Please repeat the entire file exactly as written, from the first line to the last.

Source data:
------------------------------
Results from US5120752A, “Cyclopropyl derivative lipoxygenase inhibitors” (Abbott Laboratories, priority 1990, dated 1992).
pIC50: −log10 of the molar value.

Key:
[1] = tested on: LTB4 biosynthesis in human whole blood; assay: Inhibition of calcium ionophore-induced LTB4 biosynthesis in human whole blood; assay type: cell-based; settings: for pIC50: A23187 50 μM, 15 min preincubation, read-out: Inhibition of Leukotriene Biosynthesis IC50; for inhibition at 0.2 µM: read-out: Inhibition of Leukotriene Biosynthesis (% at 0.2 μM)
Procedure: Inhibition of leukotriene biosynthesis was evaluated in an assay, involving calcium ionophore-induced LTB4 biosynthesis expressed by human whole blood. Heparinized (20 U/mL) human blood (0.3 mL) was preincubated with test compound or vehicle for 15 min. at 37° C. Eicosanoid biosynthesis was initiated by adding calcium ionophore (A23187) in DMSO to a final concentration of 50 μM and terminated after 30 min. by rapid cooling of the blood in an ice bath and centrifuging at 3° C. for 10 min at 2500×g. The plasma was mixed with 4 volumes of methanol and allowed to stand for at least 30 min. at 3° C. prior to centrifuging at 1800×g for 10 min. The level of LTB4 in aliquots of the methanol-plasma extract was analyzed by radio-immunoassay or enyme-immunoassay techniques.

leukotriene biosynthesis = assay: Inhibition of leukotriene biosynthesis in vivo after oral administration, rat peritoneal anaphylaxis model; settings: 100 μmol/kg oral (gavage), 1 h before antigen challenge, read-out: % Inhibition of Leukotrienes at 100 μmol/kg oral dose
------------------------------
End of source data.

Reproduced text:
Results from US5120752A, “Cyclopropyl derivative lipoxygenase inhibitors” (Abbott Laboratories, priority 1990, dated 1992).
pIC50: −log10 of the molar value.

Key:
[1] = tested on: LTB4 biosynthesis in human whole blood; assay: Inhibition of calcium ionophore-induced LTB4 biosynthesis in human whole blood; assay type: cell-based; settings: for pIC50: A23187 50 μM, 15 min preincubation, read-out: Inhibition of Leukotriene Biosynthesis IC50; for inhibition at 0.2 µM: read-out: Inhibition of Leukotriene Biosynthesis (% at 0.2 μM)
Procedure: Inhibition of leukotriene biosynthesis was evaluated in an assay, involving calcium ionophore-induced LTB4 biosynthesis expressed by human whole blood. Heparinized (20 U/mL) human blood (0.3 mL) was preincubated with test compound or vehicle for 15 min. at 37° C. Eicosanoid biosynthesis was initiated by adding calcium ionophore (A23187) in DMSO to a final concentration of 50 μM and terminated after 30 min. by rapid cooling of the blood in an ice bath and centrifuging at 3° C. for 10 min at 2500×g. The plasma was mixed with 4 volumes of methanol and allowed to stand for at least 30 min. at 3° C. prior to centrifuging at 1800×g for 10 min. The level of LTB4 in aliquots of the methanol-plasma extract was analyzed by radio-immunoassay or enyme-immunoassay techniques.

leukotriene biosynthesis = assay: Inhibition of leukotriene biosynthesis in vivo after oral administration, rat peritoneal anaphylaxis model; settings: 100 μmol/kg oral (gavage), 1 h before antigen challenge, read-out: % Inhibition of Leukotrienes at 100 μmol/kg oral dose